Date of Award
Master of Science
Our newfound ability to analyze source code in massive software repositories such as GitHub has led to an uptick in data-driven solutions to software engineering problems. Source code analysis is often realized as traversals over source code artifacts represented as graphs. Since the number of artifacts that are analyzed is huge, in millions, the efficiency of the source code analysis technique is very important. The performance of source code analysis techniques heavily depends on the order of nodes visited during the traversals: the traversal strategy. For instance, selecting the best traversal strategy and optimizing it for a software engineering task, that infers the temporal specification between pairs of API method calls, could reduce the running time on a large codebase from 64% to 96%. While, there exists several choices for traversal strategy, like depth-first, post-order, reverse post-order, etc., there exists no technique to choose the most time-efficient strategy for traversals. In this paper, we show that a single traversal strategy does not fit all source code analysis scenarios. Somewhat more surprisingly, we demonstrate that given the source code expressing the analysis task (in a declarative form) one can compute static characteristics of the task, which together with the runtime characteristics of the input, can help predict the most time-efficient traversal strategy for that (analysis task, input) pair. We also demonstrate that these strategies can be realized in a manner that is effective in accelerating ultra-large-scale source code analysis. Our evaluation shows that our technique successfully selected the most time-efficient traversal strategy for 99.99%-100% of the time and using the selected traversal strategy and optimizing it, the running times of a representative collection of source code analysis in our evaluation were considerably reduced by 1%-28% (13 minutes to 72 minutes in absolute time) when compared against the best performing traversal strategy. The case studies show that hybrid traversal reduces 80--175 minutes in running times for two software engineering tasks. The overhead imposed by collecting additional information for our approach is less than 0.2% of the total running time for a large dataset that contains 287K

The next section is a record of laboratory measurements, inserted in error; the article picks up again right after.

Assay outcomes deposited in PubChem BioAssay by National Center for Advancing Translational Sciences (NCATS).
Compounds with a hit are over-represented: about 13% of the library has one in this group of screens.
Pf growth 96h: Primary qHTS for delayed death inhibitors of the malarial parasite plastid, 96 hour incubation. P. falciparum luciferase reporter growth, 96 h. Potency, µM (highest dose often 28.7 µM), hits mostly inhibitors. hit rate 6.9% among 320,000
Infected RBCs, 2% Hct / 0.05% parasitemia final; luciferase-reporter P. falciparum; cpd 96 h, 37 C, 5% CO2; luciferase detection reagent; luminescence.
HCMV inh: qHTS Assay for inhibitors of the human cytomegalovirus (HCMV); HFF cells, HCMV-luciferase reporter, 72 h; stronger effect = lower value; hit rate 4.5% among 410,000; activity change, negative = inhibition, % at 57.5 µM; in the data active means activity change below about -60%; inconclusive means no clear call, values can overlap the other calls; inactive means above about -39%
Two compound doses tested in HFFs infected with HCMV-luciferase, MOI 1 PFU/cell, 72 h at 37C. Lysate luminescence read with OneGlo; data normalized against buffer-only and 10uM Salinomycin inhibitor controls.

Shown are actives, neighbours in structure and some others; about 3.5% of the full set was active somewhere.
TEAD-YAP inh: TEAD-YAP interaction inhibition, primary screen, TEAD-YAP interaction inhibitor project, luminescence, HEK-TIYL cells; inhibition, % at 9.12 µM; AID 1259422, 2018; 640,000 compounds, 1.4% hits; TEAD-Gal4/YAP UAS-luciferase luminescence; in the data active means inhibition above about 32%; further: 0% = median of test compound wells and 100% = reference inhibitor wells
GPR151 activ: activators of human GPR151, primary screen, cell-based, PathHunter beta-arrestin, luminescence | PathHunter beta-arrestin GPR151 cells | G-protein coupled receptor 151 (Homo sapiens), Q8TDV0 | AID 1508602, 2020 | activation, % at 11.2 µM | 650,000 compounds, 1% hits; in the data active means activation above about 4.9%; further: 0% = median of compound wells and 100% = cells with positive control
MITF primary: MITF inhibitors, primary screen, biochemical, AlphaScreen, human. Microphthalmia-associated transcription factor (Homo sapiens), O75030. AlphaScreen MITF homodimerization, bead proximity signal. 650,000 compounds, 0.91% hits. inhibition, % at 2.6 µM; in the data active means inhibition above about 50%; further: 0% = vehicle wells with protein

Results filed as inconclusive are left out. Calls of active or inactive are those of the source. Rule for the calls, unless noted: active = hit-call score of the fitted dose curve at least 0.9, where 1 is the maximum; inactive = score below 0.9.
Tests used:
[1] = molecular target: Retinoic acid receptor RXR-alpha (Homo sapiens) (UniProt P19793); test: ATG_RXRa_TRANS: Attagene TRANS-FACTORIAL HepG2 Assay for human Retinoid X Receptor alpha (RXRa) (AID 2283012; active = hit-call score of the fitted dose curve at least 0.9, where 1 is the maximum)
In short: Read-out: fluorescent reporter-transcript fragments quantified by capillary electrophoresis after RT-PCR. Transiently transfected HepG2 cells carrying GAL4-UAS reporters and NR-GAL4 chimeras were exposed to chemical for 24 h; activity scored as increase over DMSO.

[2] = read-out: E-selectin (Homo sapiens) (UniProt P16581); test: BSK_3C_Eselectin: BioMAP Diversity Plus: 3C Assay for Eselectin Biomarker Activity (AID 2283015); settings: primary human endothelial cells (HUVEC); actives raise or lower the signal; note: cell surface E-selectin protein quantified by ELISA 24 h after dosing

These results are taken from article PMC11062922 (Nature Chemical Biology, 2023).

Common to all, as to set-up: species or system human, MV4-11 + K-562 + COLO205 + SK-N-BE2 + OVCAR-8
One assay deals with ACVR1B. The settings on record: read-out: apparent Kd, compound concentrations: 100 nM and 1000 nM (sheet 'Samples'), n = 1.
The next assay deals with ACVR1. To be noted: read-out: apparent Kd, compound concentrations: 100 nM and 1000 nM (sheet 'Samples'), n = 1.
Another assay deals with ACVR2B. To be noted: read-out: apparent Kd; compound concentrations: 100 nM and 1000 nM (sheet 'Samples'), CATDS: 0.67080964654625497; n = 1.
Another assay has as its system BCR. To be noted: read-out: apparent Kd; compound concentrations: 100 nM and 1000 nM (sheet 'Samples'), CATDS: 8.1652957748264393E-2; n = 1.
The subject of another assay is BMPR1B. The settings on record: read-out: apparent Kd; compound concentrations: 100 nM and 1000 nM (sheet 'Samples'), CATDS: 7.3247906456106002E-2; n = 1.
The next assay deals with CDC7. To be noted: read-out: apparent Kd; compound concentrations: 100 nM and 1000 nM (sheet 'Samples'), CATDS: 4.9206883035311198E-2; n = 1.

Control Flow Graphs (CFGs) and less than 0.01% for an ultra-large dataset that contains 162M CFGs.
Ramu, Ramanathan, "A hybrid approach for selecting and optimizing graph traversal strategy for analyzing big code" (2017). Graduate Theses and Dissertations. 16202.